Holding Court is a series by retired Rye City Court Judge Joe Latwin. Latwin retired from the court in December 2022 after thirteen years of service to the City.
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By Joe Latwin
On October 23, 2021, a young man was stopped by State Troopers. He was tested for DWI and later arrested and arraigned on charges of Aggravated Driving While Intoxicated (VTL 1192-2aa) for having a blood alcohol level of .18 or more (the legal limit is .08), and stopping in a public roadway. The District Attorney later conveyed an offer to accept a plea of plain DWI with Probation and 100 hours of Community Service. The case was adjourned several times on the consent of the parties until November 29, 2022.
The DA, after extensive negotiations with the defendant, then offered to accept a plea to Criminal Mischief in the Fourth degree (a non- DWI charge) with Probation. A plea to a non-DWI charge would mean that if the defendant had another DWI charge within ten years, it would not be upgraded to a felony. The reason offered by the parties was that the defendant was a DACA eligible person.
DACA is Deferred Action on Childhood Arrivals – an immigration policy, not passed by Congress. A U.S. District Court enjoined the DACA program and that decision was affirmed by the U.S. Circuit Court of Appeals. To be DACA eligible, a person must have been under the age of 31 as of June 15, 2012. You must also be at least 15 years or older to request DACA status.
A DWI conviction, whether by plea or trial would have subjected the defendant to deportation from the U.S. Since Criminal Mischief is not a DWI charge, deportation was ruled out. Complicating the situation is VTL 1192(10) that limits plea bargaining in DWI cases. In any case wherein a VTL 1192 (2) is charged, any plea of guilty thereafter entered in satisfaction of such charge must include at least plea of guilty to the violation of the provisions of VTL 1192, and no other disposition by plea of guilty to any other charge in satisfaction of such charge shall be authorized; provided, however, if the district attorney, upon reviewing the available evidence, determines that the charge of a violation of this section is not warranted, such district attorney may consent, and the court may allow a disposition by plea of guilty to another charge in satisfaction of such charge; provided, however, in all such cases, the court shall set forth upon the record the basis for such disposition.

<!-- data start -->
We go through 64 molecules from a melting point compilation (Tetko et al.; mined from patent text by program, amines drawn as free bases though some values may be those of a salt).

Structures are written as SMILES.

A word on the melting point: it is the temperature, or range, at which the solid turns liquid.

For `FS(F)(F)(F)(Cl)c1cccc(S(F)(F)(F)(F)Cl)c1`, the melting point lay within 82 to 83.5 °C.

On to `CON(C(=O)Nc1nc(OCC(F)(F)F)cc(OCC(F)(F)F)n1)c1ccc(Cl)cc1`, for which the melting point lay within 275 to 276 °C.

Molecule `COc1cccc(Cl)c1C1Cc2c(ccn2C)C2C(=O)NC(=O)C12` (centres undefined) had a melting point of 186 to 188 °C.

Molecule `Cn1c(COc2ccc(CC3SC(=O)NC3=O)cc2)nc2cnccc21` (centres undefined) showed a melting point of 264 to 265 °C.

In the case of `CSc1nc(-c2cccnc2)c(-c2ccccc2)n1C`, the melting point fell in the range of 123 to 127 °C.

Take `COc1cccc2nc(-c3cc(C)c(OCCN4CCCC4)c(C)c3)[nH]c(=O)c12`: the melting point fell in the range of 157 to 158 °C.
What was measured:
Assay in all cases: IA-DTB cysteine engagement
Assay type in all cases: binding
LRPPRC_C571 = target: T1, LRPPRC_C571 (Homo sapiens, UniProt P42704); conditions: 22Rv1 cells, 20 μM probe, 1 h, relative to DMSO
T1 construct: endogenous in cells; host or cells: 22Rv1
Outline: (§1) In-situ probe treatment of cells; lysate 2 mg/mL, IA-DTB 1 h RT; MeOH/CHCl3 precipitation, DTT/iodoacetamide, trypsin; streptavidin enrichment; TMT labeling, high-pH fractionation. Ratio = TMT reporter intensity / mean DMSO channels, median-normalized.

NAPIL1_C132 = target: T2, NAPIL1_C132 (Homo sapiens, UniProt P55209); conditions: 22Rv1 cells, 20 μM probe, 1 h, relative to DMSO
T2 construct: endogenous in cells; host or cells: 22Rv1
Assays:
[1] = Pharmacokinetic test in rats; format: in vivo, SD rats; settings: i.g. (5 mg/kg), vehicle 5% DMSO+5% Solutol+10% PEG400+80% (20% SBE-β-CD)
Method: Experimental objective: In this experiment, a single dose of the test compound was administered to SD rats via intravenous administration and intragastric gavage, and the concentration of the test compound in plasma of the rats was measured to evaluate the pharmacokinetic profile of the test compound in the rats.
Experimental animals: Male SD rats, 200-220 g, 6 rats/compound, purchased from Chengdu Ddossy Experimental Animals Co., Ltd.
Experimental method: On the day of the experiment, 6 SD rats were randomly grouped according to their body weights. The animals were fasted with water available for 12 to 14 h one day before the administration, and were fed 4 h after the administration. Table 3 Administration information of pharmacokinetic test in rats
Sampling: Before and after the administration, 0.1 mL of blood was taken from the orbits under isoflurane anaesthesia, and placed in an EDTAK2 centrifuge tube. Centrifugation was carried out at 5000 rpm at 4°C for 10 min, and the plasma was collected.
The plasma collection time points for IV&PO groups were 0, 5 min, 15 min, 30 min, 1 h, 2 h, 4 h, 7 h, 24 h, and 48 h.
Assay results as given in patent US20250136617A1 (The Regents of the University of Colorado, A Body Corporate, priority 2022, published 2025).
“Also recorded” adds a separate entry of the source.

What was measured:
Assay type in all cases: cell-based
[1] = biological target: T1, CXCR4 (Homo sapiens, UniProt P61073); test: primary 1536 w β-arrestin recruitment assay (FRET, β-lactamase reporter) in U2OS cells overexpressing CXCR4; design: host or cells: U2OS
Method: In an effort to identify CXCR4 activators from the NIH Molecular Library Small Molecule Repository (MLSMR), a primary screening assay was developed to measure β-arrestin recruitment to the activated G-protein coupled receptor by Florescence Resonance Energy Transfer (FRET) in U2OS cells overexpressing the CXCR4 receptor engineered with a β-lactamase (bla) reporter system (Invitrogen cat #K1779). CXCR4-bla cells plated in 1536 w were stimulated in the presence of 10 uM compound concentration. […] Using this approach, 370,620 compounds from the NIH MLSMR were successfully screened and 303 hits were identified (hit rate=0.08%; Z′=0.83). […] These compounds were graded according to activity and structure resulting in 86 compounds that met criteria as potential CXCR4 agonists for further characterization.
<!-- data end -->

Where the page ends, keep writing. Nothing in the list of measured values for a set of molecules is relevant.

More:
Judge Livingston indicated that she would not agree to the proposed plea since it was not motivated by any review of the available evidence, but rather simply by the defendant’s DACA status. Unable to convince Judge Livingston that she could not reject the plea agreement, the defendant sought to go judge shopping and asked that the case be transferred to another local Court.
This was not the only way to resolve this case. If the District Attorney felt she didn’t have enough evidence to convict this defendant of a DWI charge, she could have dismissed the charges without the consent of the judge. – but she chose not to. She could have scheduled the case for trial and not produced sufficient testimony to sustain the charges, leaving the judge no choice but to dismiss the charges. She could have not completed the required discovery and let the speedy trial time run out leading to dismissal – but she didn’t. Instead, in collaboration with the defendant, she chose to push for a non-DWI disposition.
This creates three severe problems. First, it discriminates against not only U.S. Citizens, but also against non DACA eligible aliens. Every DWI defendant will now seek a non-DWI disposition as offered to the DACA eligible and, if they don’t receive it claim discrimination based on national origin. It also undermines VTL 1192(10)’s prohibition on taking non-DWI pleas to satisfy DWI charges in direct contravention of the Legislature’s express statute.
Lastly, people who would have been convicted of a DWI charge but had it reduced to a non-DWI charge won’t have a later DWI charge elevated to a felony due to the prior DWI conviction. What will the DA say to the family of a child killed by a drunk driver who got a charged reduced because they were DACA eligible?
This simply isn’t the was to protect DACA eligible people from deportation. If the law is draconian, have the law changed. Until the law is changed, follow it. Prosecute those who violate it if you have a good case, or dismiss it if you don’t.